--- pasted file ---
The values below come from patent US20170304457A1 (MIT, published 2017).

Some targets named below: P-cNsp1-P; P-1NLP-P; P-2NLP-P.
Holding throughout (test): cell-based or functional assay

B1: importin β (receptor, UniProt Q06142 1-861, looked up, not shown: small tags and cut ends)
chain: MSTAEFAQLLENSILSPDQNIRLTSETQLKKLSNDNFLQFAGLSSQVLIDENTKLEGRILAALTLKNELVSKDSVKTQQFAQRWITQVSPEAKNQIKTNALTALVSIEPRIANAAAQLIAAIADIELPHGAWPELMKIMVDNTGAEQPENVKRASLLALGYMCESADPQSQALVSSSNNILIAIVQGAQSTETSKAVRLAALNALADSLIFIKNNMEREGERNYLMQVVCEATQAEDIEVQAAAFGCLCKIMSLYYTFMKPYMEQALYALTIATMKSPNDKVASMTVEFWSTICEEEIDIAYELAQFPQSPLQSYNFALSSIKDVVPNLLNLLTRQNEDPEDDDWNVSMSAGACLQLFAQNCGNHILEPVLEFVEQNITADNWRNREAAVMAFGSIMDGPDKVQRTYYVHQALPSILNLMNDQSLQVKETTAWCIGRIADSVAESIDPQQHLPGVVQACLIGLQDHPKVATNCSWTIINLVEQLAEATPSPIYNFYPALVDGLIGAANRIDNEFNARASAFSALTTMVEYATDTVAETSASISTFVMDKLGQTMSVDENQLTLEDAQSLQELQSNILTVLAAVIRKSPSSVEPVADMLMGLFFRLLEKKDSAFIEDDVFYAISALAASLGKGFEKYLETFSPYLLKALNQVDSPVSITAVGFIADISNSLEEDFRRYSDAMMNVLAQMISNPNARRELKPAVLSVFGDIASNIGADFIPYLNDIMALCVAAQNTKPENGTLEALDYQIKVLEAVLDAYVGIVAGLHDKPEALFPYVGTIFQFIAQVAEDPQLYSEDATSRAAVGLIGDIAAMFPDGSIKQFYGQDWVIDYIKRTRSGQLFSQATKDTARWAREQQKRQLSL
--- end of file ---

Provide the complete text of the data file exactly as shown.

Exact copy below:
The values below come from patent US20170304457A1 (MIT, published 2017).

Some targets named below: P-cNsp1-P; P-1NLP-P; P-2NLP-P.
Holding throughout (test): cell-based or functional assay

B1: importin β (receptor, UniProt Q06142 1-861, looked up, not shown: small tags and cut ends)
chain: MSTAEFAQLLENSILSPDQNIRLTSETQLKKLSNDNFLQFAGLSSQVLIDENTKLEGRILAALTLKNELVSKDSVKTQQFAQRWITQVSPEAKNQIKTNALTALVSIEPRIANAAAQLIAAIADIELPHGAWPELMKIMVDNTGAEQPENVKRASLLALGYMCESADPQSQALVSSSNNILIAIVQGAQSTETSKAVRLAALNALADSLIFIKNNMEREGERNYLMQVVCEATQAEDIEVQAAAFGCLCKIMSLYYTFMKPYMEQALYALTIATMKSPNDKVASMTVEFWSTICEEEIDIAYELAQFPQSPLQSYNFALSSIKDVVPNLLNLLTRQNEDPEDDDWNVSMSAGACLQLFAQNCGNHILEPVLEFVEQNITADNWRNREAAVMAFGSIMDGPDKVQRTYYVHQALPSILNLMNDQSLQVKETTAWCIGRIADSVAESIDPQQHLPGVVQACLIGLQDHPKVATNCSWTIINLVEQLAEATPSPIYNFYPALVDGLIGAANRIDNEFNARASAFSALTTMVEYATDTVAETSASISTFVMDKLGQTMSVDENQLTLEDAQSLQELQSNILTVLAAVIRKSPSSVEPVADMLMGLFFRLLEKKDSAFIEDDVFYAISALAASLGKGFEKYLETFSPYLLKALNQVDSPVSITAVGFIADISNSLEEDFRRYSDAMMNVLAQMISNPNARRELKPAVLSVFGDIASNIGADFIPYLNDIMALCVAAQNTKPENGTLEALDYQIKVLEAVLDAYVGIVAGLHDKPEALFPYVGTIFQFIAQVAEDPQLYSEDATSRAAVGLIGDIAAMFPDGSIKQFYGQDWVIDYIKRTRSGQLFSQATKDTARWAREQQKRQLSL